Tuesday, October 11, 2011
EMMY THE GREAT + STEALING SHEEP @ DEAF INSTITUTE 10 October 2011
Last time I saw Stealing Sheep was at the Cloud Sounds + Red Deer Xmas Party. Then they had just released ‘The Mountain Dogs’ EP on Red Deer Club; today it was announced they had signed to Heavenly Records. And the trio were glammed up like it was, well, Christmas – spangly dresses, head bands and velvet hot-pants.
Of course it’s the music that counts – and as well as a distinct growth in their musical confidence there’s also a darker, more atmospheric, even psychedelic quality to their folk-pop forays as evidenced on latest EP ‘I Am The Rain’. Sadly poor planning meant I only caught the second half of their thirty minute set but it was enough to confirm Heavenly have made a wise move following the group’s support by micro-indies like Red Deer Club.
Emmy The Great has also moved on since simpler one-foot-in-the-anti-folk camp days. If first album "First Love" had a DIY collage feel to the cover artwork, this year’s "Virtue" has a sequence of sumptuous mise-en-scène photography of Ms Moss with props and allusions drawn from the album – very classy and pointing to the intricacy and layered approach to the music. This was repeated tonight with a four piece band (guitar, bass, keys and drums) that gave a warm, shimmering backing to a mixture of old and new songs.
The gig started with an expressionless solo rendition of ‘Eastern Maria’ before Emmy was joined by band for a first half of largely new songs. The band remained very much in the gloom and background, the only spotlight was on Emmy The Great, and despite her apparent impassivity whilst singing, it was clear who was the star of the show here. It was a muted crowd reception for this sold out show I thought, even a name-check of Manchester as her second home barely raised a cheer. I’ll give everyone the benefit of the doubt and say they were respectfully rapt rather than dead (at least there was no-one chatting which does suggest the former).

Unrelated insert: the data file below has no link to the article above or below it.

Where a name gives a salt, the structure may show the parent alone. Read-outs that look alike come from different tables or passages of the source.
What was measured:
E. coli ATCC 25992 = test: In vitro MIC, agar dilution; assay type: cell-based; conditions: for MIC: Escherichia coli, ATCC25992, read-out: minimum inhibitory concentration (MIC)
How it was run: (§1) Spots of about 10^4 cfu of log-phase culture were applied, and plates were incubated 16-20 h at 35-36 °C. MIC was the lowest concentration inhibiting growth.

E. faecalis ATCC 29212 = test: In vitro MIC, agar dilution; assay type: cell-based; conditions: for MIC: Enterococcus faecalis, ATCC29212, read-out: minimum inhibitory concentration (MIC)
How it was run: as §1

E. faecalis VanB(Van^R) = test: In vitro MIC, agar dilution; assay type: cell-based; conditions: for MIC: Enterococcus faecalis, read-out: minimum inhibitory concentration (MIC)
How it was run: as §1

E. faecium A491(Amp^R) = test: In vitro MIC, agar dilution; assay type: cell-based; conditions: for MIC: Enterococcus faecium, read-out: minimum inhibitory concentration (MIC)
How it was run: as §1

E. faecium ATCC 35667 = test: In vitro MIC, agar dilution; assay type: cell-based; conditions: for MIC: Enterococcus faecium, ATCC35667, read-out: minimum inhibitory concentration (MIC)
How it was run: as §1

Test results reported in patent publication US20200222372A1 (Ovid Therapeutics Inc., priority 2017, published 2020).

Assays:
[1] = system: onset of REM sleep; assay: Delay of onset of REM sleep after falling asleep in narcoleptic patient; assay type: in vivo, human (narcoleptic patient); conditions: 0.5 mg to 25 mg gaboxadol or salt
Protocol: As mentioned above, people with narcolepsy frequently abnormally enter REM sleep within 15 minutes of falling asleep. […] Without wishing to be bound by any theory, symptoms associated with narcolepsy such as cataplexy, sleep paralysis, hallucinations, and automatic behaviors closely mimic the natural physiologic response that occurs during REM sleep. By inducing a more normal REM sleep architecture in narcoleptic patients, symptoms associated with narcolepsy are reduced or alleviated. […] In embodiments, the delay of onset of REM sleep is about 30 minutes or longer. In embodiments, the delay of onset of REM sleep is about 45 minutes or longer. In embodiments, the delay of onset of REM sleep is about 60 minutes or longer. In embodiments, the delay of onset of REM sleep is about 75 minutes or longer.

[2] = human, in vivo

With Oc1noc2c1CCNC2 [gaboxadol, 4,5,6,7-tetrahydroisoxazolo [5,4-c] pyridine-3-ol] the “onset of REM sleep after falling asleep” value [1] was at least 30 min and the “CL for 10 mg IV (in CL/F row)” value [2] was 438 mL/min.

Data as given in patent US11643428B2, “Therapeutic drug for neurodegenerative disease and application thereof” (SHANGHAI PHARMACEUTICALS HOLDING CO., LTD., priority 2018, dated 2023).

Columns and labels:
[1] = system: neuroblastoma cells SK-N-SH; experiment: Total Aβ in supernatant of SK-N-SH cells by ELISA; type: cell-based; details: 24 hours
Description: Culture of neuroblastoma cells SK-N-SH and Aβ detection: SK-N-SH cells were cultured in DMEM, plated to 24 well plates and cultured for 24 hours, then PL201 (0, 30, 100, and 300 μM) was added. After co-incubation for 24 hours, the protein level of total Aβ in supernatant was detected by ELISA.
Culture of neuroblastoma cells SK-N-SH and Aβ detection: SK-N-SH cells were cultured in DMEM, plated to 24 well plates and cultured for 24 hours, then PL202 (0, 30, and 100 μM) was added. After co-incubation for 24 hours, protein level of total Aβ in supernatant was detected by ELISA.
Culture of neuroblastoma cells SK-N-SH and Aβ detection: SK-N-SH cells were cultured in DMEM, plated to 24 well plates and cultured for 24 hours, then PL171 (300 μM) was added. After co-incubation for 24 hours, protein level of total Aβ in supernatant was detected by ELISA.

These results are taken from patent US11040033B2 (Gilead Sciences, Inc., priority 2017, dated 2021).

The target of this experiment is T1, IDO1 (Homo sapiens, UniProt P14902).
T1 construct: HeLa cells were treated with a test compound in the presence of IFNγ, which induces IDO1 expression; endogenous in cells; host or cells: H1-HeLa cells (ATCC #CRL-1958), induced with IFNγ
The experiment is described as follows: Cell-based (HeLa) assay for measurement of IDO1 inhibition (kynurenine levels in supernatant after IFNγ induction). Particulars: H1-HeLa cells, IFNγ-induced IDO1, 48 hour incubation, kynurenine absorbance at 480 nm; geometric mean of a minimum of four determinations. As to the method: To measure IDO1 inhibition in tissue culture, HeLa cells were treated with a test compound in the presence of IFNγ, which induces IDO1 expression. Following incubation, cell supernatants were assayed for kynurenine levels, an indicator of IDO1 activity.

As set progressed Emmy loosened up between songs dedicating ‘MIA’ “despite it being about a car crash” to Stealing Sheep and a cover of Weezer’s ‘Island in the Sun’ to the band’s former bassist Mikey Welsh who had died two days earlier. Whilst singing, she occasionally glanced outwards and upwards to individual crowd members, and when freed from playing guitar she would hold her arms out in front of the microphone almost beckoning the listener in. But what really held the attention was her soft-strong, magical voice and these intensely personal songs. The first encore was a solo ‘Canopies and Grapes’ which showed flashes of those anti-folk leanings but overall this was confirmation of Emmy The Great’s new stage of ‘greatness’ and alluring maturity; and an ability to stop hearts and mouths with captivating, emotional performances such as ‘Trellick Tower’. A sublime evening.
The Set List:
The solo encore was 'Canopies and Grapes'
Posted by The Archivist at 7:16 am